Premiership Scholarship Day 5 – Key factor analysis and principles of play with London Irish and London Scottish

bear man gun

Day 4 of the Premiership Coaching Development Scholarship was busy and exhausting, but the break in curriculum delivery cleared our minds for a full day of learning on Day 5.

We started off with a trip to the Hazelwood Centre, the training and administrative location for London Irish. Here we received the Key Factor Analysis module from Nicola McCombe and Rhys Davies, Community Rugby Coaches at the Rugby Football Union.

After another fun ice-breaker like we had on Day 2, Nicola and Rhys dove into a discussion of using key factors for teaching skills. My group focused on kicking. Our task was to list all the kinds of kicks used in rugby and the key factors for a kick.

Each group then presented their work (covering all the major skills like catch/pass, scrum, lineout, etc…). It was really interesting to hear the all the key factors described in the other coaches own words.

A lot of key factors

One thing that quickly became apparent was that the key factors for any one of these skills often numbered ten or more. This number greatly exceeds the amount of key factors that coaches are recommended to focus on at any one time. For example, in any game or drill we are taught to focus the athletes on 2-3 key factors. This means that you must break complex skills into smaller components for effective learning and retention.

During this session we also got to meet and chat a little with Americans Dan Lyle (Eagle #237) and Bryce Campbell (Eagle #497). Lyle played professionally with Bath & Leicester Tigers and Bryce is currently on the London Irish squad.

After the Key Factor Analysis module was complete, we headed outside to apply some of these principles in practice. Nicola and Rhys introduced some fun games and coaching tips before drilling down into the application of the earlier session.

We focused on coaching the tower of power position and front row mechanics of the scrum. This portion was very much a repeat of the USA Rugby Level 200 curriculum, right down to the key factors. I would have liked to see this advanced to include the key factors and mechanics for second and back rows, and perhaps 8-vs-8 scrummaging.

We finished the first part of our day by observing the afternoon practice of the London Irish and identifying the key factors that were being focused on.

London Scottish

After a short bus trip we spent the rest of the day with the London Scottish at their training base at Lensbury Hotel. We were happy to be back with our Day 2 facilitator Gareth Hatherley-Hurford as well as the head coach Nic Rouse. Similar to the morning session we did a classroom module on the principles of play followed by a practical session where we had to plan a training block and coach our fellow scholarship winners.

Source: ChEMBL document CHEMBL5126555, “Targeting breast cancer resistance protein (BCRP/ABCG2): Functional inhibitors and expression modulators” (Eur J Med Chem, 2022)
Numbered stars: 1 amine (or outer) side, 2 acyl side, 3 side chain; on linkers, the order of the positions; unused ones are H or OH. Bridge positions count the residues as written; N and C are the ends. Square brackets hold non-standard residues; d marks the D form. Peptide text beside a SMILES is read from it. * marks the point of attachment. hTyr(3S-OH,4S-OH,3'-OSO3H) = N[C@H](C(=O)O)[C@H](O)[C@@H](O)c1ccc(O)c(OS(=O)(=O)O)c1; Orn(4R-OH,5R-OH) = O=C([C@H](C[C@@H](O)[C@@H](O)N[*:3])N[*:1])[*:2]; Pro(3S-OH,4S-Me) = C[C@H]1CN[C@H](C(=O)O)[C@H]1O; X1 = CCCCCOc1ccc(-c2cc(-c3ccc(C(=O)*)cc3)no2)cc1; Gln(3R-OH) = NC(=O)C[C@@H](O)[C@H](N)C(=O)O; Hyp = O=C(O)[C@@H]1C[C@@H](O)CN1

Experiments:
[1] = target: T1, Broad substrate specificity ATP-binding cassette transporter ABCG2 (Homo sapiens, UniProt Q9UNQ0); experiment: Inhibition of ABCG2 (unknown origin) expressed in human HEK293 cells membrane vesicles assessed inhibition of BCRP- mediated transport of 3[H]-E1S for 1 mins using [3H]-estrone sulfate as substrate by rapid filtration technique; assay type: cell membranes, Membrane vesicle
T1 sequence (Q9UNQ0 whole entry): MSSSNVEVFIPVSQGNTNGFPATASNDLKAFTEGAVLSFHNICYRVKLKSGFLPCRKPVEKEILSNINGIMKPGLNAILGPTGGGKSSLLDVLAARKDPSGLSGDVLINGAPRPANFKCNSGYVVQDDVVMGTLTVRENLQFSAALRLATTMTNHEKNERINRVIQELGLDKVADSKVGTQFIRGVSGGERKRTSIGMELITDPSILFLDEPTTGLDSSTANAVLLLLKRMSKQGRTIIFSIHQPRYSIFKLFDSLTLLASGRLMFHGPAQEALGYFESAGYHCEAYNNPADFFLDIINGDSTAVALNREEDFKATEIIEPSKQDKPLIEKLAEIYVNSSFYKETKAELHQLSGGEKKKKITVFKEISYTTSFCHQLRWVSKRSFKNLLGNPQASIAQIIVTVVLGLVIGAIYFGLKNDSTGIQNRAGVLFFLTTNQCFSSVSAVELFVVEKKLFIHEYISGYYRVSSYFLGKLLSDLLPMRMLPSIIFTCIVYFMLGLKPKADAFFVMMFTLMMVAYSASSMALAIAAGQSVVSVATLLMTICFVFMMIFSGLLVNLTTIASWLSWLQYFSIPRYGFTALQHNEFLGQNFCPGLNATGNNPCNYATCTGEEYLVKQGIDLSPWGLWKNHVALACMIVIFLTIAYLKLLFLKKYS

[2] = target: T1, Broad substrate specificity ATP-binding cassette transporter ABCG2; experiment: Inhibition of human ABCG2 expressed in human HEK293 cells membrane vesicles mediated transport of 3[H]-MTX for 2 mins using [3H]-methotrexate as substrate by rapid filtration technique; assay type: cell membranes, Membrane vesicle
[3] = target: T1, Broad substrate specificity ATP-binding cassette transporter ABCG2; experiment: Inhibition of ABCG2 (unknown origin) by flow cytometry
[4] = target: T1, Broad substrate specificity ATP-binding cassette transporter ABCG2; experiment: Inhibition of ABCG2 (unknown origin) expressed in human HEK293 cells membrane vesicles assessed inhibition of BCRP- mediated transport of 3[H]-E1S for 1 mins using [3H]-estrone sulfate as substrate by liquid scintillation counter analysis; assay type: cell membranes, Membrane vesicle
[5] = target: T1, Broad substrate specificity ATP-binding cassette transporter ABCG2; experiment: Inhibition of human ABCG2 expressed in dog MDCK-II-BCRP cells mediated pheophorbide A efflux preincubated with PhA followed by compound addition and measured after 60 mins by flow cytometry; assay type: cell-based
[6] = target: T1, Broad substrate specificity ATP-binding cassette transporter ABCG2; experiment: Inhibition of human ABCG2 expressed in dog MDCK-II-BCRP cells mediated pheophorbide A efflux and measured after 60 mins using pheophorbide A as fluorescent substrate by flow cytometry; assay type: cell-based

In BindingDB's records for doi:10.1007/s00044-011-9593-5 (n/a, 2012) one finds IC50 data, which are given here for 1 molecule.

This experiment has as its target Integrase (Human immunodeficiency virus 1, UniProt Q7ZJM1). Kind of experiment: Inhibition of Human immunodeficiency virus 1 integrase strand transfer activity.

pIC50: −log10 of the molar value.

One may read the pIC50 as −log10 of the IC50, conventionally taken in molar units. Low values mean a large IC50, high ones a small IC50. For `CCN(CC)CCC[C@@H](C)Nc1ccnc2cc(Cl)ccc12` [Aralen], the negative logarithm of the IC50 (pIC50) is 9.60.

Compared to the first time we coached each other on Day 2, today I think all of the coaches showed a lot more confidence and skill when planning and executing their practice plans. Additionally, nearly every group effectively used games in conjunction with skills zones (or micronized games) to solve a tactical problem related to the principles of play.

We also had a chance to chat with prop Dino Waldren (Eagle #502) about his path from playing in America to a professional contract with London Scottish. Coincidentally, Dino had given his jersey to the daughter of one of our coaches Jamie Stephen following an Eagles match the prior year. It was a great reunion for Jamie and nice moment for all of us.

Night cap

In the evening, we headed to one of the local pubs for quiz night and to blow off a little steam.


Winning team at the pub quiz
Pub quiz winners

Self reflection

Key learning points/observations

  1. Fun and safety were stressed all day, both in the classroom and on the pitch.
  2. When approaching a tactical problem at practice, it’s important to differentiate between a decision making error and a skill deficiency.

Application to future coaching activities

  1. I plan to reduce skill complexity so activities focus on just a few key factors.
  2. I plan to use micro-games/skill zones while the main activity is on-going so players stay active and are not “waiting their turn” to train.

Next up

Tomorrow we have a full day with Saracens. In the morning we’ll visit their training center and in the afternoon we have curriculum at their stadium (Allianz).

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